COLOMBIA – Researchers at the University of South Carolina and Clemson University have long worked at the federal nuclear research laboratory near Aiken. Both think that a new partnership will be based on this.
The Savannah River National Laboratory, at the Savannah River Department of Energy’s nuclear site, employs 1,000 people tasked with developing new nuclear waste cleaning technologies for the federal government’s $ 6 billion per year program.
The lab’s operation was being overseen by Savannah River Nuclear Solutions, which manages the Savannah River site.
DOE decided to share management with the notion that if it had a contractor focused exclusively on the laboratory, it would obtain more innovations with its investment. The agency on Tuesday awarded the 10-year $ 3.8 billion contract to the Ohio-based Battelle Memorial Institute.
Battelle then chose scientists from USC, Clemson and SC State University, as well as the Georgia Institute of Technology and the University of Georgia for partners.
Battelle is an experienced contractor, overseeing eight other national laboratories across the country. The group usually recruits academic institutions to help fulfill its contracts.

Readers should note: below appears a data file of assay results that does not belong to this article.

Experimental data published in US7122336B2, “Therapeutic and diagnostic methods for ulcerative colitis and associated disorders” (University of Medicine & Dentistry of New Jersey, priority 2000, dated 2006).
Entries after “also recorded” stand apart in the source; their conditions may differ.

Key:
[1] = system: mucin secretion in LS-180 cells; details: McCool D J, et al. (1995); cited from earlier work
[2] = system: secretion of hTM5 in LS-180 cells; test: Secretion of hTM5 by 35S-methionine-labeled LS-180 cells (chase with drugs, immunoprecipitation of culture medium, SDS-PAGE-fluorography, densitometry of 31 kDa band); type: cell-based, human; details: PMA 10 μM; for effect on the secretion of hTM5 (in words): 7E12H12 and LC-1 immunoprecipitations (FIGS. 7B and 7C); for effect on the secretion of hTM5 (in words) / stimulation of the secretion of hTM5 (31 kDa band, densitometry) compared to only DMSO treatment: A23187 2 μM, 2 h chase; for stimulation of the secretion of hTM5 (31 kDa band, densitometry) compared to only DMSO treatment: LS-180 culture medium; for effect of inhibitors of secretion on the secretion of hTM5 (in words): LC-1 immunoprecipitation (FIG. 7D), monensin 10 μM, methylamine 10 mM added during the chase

“Battelle values partnerships with universities in all of its DOE national laboratory management contracts,” said spokeswoman Katy Delaney.
Nuclear and particle physicists at the State University of New York conduct research on climate change and renewable energy at Brookhaven National Laboratory in New York.
Texas A&M University and the University of California do nuclear power production and environmental cleaning work at the Los Alamos National Laboratory in New Mexico. Scientists at the University of Tennessee work at DOE’s largest science and energy laboratory, Oak Ridge National Laboratory.
With the inclusion of SC State, this marks the first time that the national laboratory next to Aiken will work with a historically black college or university, President James Clark said in a statement.
For the USC, the partnership can help fulfill the promise of University President Bob Caslen to attract more federal research dollars to the state’s top university.
The Savannah River announcement comes in the wake of a report that the USC would create online continuing education classes for soldiers at Fort Gordon in Augusta, Georgia. The fort is home to the Army Cyber Center of Excellence and the Army Cyber Command, in charge of cybersecurity for the United States Armed Forces.
Research funding is also a priority for Clemson, which has more than doubled its research spending over the past five years, said spokesman Joe Galbraith.
For example, Upstate University recently announced a $ 18 million contract with the US Army Ground Vehicle Systems Center to develop a prototype to test autonomous off-road vehicle technology.
Under the new partnership with Savannah River, the USC said it will seek joint laboratory appointments for several of its academics. Brian Powell of Clemson was previously appointed to a joint teaching position, conducting research on the disposal of radioactive waste.
As another example of previous laboratory research in Savannah River, Galbraith said that Clemson College of Science professor Stephen Creager helped develop new ways to clean water contaminated by radioactive tritium.